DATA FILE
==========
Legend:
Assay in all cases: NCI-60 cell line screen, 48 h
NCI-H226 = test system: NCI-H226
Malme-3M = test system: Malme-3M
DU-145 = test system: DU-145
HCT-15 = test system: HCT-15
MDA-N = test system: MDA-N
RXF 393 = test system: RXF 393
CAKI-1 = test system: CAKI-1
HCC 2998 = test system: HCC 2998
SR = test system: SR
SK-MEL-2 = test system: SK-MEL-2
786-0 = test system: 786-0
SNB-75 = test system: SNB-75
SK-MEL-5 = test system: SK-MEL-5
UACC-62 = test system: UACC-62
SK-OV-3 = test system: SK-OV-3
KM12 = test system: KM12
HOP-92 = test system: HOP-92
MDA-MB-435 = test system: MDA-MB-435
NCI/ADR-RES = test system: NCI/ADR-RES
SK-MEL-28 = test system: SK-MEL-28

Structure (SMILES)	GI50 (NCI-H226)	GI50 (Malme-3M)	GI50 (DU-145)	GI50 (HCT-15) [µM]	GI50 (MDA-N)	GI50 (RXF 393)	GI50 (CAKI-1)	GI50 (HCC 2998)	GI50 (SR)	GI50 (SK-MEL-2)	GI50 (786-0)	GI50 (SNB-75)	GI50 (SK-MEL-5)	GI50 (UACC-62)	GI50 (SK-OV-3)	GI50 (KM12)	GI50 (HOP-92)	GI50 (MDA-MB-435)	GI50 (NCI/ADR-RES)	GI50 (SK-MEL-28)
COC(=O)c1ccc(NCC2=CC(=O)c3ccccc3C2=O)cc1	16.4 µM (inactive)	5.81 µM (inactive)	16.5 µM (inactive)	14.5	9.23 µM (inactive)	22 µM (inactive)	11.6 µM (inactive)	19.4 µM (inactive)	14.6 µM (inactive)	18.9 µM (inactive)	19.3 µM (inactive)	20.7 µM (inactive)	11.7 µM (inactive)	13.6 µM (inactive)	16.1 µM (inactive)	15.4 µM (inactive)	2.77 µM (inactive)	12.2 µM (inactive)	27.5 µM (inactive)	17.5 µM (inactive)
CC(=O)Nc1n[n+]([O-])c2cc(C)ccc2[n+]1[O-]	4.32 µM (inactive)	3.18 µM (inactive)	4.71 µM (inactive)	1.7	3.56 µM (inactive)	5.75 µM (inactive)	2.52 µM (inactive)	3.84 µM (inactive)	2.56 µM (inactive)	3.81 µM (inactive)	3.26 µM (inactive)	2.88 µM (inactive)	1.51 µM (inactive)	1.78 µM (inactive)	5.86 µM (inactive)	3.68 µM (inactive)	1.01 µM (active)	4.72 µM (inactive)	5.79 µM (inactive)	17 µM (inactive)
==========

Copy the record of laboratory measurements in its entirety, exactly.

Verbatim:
Legend:
Assay in all cases: NCI-60 cell line screen, 48 h
NCI-H226 = test system: NCI-H226
Malme-3M = test system: Malme-3M
DU-145 = test system: DU-145
HCT-15 = test system: HCT-15
MDA-N = test system: MDA-N
RXF 393 = test system: RXF 393
CAKI-1 = test system: CAKI-1
HCC 2998 = test system: HCC 2998
SR = test system: SR
SK-MEL-2 = test system: SK-MEL-2
786-0 = test system: 786-0
SNB-75 = test system: SNB-75
SK-MEL-5 = test system: SK-MEL-5
UACC-62 = test system: UACC-62
SK-OV-3 = test system: SK-OV-3
KM12 = test system: KM12
HOP-92 = test system: HOP-92
MDA-MB-435 = test system: MDA-MB-435
NCI/ADR-RES = test system: NCI/ADR-RES
SK-MEL-28 = test system: SK-MEL-28

Structure (SMILES)	GI50 (NCI-H226)	GI50 (Malme-3M)	GI50 (DU-145)	GI50 (HCT-15) [µM]	GI50 (MDA-N)	GI50 (RXF 393)	GI50 (CAKI-1)	GI50 (HCC 2998)	GI50 (SR)	GI50 (SK-MEL-2)	GI50 (786-0)	GI50 (SNB-75)	GI50 (SK-MEL-5)	GI50 (UACC-62)	GI50 (SK-OV-3)	GI50 (KM12)	GI50 (HOP-92)	GI50 (MDA-MB-435)	GI50 (NCI/ADR-RES)	GI50 (SK-MEL-28)
COC(=O)c1ccc(NCC2=CC(=O)c3ccccc3C2=O)cc1	16.4 µM (inactive)	5.81 µM (inactive)	16.5 µM (inactive)	14.5	9.23 µM (inactive)	22 µM (inactive)	11.6 µM (inactive)	19.4 µM (inactive)	14.6 µM (inactive)	18.9 µM (inactive)	19.3 µM (inactive)	20.7 µM (inactive)	11.7 µM (inactive)	13.6 µM (inactive)	16.1 µM (inactive)	15.4 µM (inactive)	2.77 µM (inactive)	12.2 µM (inactive)	27.5 µM (inactive)	17.5 µM (inactive)
CC(=O)Nc1n[n+]([O-])c2cc(C)ccc2[n+]1[O-]	4.32 µM (inactive)	3.18 µM (inactive)	4.71 µM (inactive)	1.7	3.56 µM (inactive)	5.75 µM (inactive)	2.52 µM (inactive)	3.84 µM (inactive)	2.56 µM (inactive)	3.81 µM (inactive)	3.26 µM (inactive)	2.88 µM (inactive)	1.51 µM (inactive)	1.78 µM (inactive)	5.86 µM (inactive)	3.68 µM (inactive)	1.01 µM (active)	4.72 µM (inactive)	5.79 µM (inactive)	17 µM (inactive)